A 529 plan is the frequently used name for a qualified tuition plan, a tax-advantaged plan designed to help save money for college expenses. Because 529 plans were created specifically for college costs, the tax code that governs the plans includes penalties for withdrawing earnings for reasons other than qualified higher educational expenses.
A core advantage to 529 plans is that the funds contained in them grow without incurring taxes. When it is time to withdraw the money to pay college expenses, no taxes are owed on the income that the funds provide. However, if you withdraw all or a portion of the earnings early, before college expenses arise, then you will have to pay ordinary income taxes on the earnings. In addition, you will have to pay a 10-percent tax penalty on the funds. Depending on the state where you enrolled in the 529 plan, you also may have to pay state income taxes on the earnings.
When you contribute money to a 529 plan, it is money that was already taxed. It did not come from pretax income, in contrast to funds in a financial vehicle such as a traditional IRA. This means that you can withdraw principal that you contributed to a 529 plan without having to pay either ordinary income taxes or the tax penalty. The tax consequences only apply to earnings. You would need to pay state taxes if you received a tax break from the state sponsor of the plan on your original contributions to the plan, according to SavingForCollege.com.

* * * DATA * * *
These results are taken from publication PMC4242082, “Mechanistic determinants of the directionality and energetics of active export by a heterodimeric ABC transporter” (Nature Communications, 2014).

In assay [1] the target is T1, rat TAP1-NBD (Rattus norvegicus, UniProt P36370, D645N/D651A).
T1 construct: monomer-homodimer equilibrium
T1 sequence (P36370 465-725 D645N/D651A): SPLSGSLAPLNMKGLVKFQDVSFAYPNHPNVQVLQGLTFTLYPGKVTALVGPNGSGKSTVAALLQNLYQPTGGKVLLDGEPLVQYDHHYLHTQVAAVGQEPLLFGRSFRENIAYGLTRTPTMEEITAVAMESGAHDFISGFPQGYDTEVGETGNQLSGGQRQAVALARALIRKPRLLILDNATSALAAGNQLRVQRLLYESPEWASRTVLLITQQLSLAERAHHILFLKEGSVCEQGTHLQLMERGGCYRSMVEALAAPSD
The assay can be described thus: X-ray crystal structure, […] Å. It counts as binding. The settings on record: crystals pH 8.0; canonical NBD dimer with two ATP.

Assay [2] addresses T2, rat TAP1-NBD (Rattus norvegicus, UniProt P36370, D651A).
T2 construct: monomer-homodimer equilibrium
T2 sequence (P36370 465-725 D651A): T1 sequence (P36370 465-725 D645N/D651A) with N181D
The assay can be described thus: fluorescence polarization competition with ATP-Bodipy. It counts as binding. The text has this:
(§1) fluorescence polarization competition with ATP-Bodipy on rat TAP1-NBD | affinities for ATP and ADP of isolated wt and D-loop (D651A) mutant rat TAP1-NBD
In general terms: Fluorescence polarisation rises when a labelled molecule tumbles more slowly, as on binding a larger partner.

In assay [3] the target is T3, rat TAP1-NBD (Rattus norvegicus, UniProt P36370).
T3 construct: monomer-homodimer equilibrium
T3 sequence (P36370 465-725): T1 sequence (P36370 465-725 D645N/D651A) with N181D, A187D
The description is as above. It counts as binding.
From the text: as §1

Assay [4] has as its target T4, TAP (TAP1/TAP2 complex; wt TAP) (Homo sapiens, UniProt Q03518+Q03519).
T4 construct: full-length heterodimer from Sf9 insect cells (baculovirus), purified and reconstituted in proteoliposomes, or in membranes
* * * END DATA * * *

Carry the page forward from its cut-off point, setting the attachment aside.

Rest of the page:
The tax regulations for 529 plans ensure that the person who benefits from an early withdrawal of account funds will be the person responsible for paying the tax bills that accompany the distribution. The person liable for the taxes, including both ordinary income taxes and the 10-percent tax penalty, is always either the account holder or the beneficiary of the account. It simply depends on who receives the money. If you own the account and take a distribution from it, then you must pay the taxes on it. If you withdraw the money to provide to the beneficiary, then it is her responsibility.
The IRS allows some special circumstances when the 10-percent tax penalty does not apply to early withdrawals or other withdrawals unrelated to college costs. However, ordinary income taxes still apply to those distributions. Most exceptions do not relate to early withdrawals, but two instances do. The tax penalty does not apply for early withdrawals made if the designated beneficiary dies or becomes severely disabled.
Tom Gresham is a freelance writer and public relations specialist who has been writing professionally since 1999. His articles have appeared in "The Washington Post," "Virginia Magazine," "Vermont Magazine," "Adirondack Life" and the "Southern Arts Journal," among other publications. He graduated from the University of Virginia.